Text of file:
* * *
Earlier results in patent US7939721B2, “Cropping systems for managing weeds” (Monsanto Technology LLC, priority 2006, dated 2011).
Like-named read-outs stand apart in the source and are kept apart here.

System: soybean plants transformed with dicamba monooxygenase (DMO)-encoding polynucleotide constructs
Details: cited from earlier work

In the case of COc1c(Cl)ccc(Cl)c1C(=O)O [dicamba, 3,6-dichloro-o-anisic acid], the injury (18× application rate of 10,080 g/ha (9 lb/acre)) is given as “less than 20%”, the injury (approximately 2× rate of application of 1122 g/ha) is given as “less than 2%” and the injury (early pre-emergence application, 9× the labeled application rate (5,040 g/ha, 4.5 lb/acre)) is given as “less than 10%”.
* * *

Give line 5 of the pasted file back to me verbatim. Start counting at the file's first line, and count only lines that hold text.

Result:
In the case of COc1c(Cl)ccc(Cl)c1C(=O)O [dicamba, 3,6-dichloro-o-anisic acid], the injury (18× application rate of 10,080 g/ha (9 lb/acre)) is given as “less than 20%”, the injury (approximately 2× rate of application of 1122 g/ha) is given as “less than 2%” and the injury (early pre-emergence application, 9× the labeled application rate (5,040 g/ha, 4.5 lb/acre)) is given as “less than 10%”.